Magazine article Insight on the News

Sickness and Secrecy

Magazine article Insight on the News

Sickness and Secrecy

Article excerpt

Accounts of the mystery sickness called Gulf War Syndrome or Persian Gulf Illness read like chapters in a story that could have been written by Michael Crichton, Tom Clancy -- or the Three Stooges. Unlike Joe Klein, the authors of this human tragedy may remain anonymous. Even the ending may never be known.

But current and former soldiers are getting sicker by the day. Treatment systems in military and other government facilities are being called inadequate, and confusion down the chain of command is adding to the misery of thousands of American veterans and their families.

Backpedaling by the Department of Defense, or DoD, about whether soldiers were exposed to biological- and chemical-warfare agents during the Persian Gulf War, and the disappearance of 700,000 service-related immunization records add story lines reeking of conspiracies, cover-ups and top-secret intrigue.

Meanwhile, the sick become sicker, and more join their ranks daily. By the hundreds.

Doctors, nurses, medics, immunologists and toxicologists, both military and civilian, have come to Insight with tales of outrage, anguish, guilt, suspicion and previously undisclosed information that provides new and deeply puzzling data that all hope will lead to answers and treatment for America's gulf-war veterans. Most puzzling is the fact that the sick involve soldiers who were deployed in the Persian Gulf -- as well as those who never left U.S. soil or entered any theater of conflict.

It is from this last clue -- sickness among both deployed and nondeployed -- that we begin. If unwritten chapters of this mystery confirm the suspicions of the health-care specialists, covert medical experiments such as the Tuskegee syphilis studies and the nuclear-radiation tests on U.S. servicemen could pale in comparison. This is no outer-space Andromeda Strain, but there is grave concern it could involve a mad-scientist experiment gone awry.

Before proceeding, however, bear in mind the first maxim of investigative journalism and research science: Never leap to conclusions. So we begin with a small but important element of an unfolding mystery that provides startling new information about where to look and what to look for, who is responsible and what to do to help sick veterans get better.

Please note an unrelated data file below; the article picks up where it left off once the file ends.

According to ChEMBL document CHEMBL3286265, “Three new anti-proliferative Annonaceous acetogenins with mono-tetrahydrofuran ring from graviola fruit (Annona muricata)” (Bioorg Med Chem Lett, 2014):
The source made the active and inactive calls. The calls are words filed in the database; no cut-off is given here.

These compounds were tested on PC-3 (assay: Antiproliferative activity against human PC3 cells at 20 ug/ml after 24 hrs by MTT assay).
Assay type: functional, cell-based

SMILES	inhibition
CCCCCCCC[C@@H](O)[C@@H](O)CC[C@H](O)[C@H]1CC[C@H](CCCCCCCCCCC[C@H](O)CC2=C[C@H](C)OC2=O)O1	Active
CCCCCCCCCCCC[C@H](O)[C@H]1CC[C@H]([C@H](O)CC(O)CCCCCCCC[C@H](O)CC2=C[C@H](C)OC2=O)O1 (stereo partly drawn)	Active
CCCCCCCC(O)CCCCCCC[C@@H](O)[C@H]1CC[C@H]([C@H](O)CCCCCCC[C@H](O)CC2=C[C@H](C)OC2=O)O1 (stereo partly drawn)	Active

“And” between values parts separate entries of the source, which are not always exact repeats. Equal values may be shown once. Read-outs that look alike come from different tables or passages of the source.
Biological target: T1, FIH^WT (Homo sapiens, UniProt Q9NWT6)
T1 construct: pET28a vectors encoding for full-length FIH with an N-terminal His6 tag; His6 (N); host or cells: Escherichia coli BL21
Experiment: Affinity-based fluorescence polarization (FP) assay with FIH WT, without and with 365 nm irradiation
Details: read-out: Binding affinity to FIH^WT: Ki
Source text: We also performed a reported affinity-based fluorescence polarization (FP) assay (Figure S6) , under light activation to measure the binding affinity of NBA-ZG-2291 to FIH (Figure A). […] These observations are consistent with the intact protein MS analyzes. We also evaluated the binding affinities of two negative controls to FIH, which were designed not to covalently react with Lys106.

This new information emerges after a four-month investigation by Insight into origins of gulf-war sickness and subsequent laboratory tests conducted on hundreds of blood samples taken from soldiers -- those sick and those showing no signs of sickness. The analysis of these results, some of which have been separately reconfirmed (though tests continue), show peculiar antibody levels for an experimental adjuvant compound known as squalene. This compound, which is not approved for internal human use other than in highly controlled experiments, has been studied on animals and humans in recent years as a promising tool to help boost the body's immune system against such illnesses as influenza, herpes simplex ... and HIV In fact, it is from the experimental HIV clinical trials run by private firms -- and in conjunction with highlevel government research projects including those by the U.S. military -- that the presence of squalene in the bodies of the sick gulf-war veterans takes on the potentially fiendish qualities of a nightmare.

It is important to note that no such connection has been made by any reputable medical, scientific or government official. In fact, it vehemently has been denied that experimental HIV immunization tests ever were expanded either to a general population of sick people or a general population of military personnel. The reason for such caution is evident: Just because squalene antibodies have been found to exist in test samples of a few hundred gulf-war veterans suffering from Persian Gulf War syndrome does not mean they correlate to currently known HIV experimental-vaccine tests using the same adjuvant compound. …

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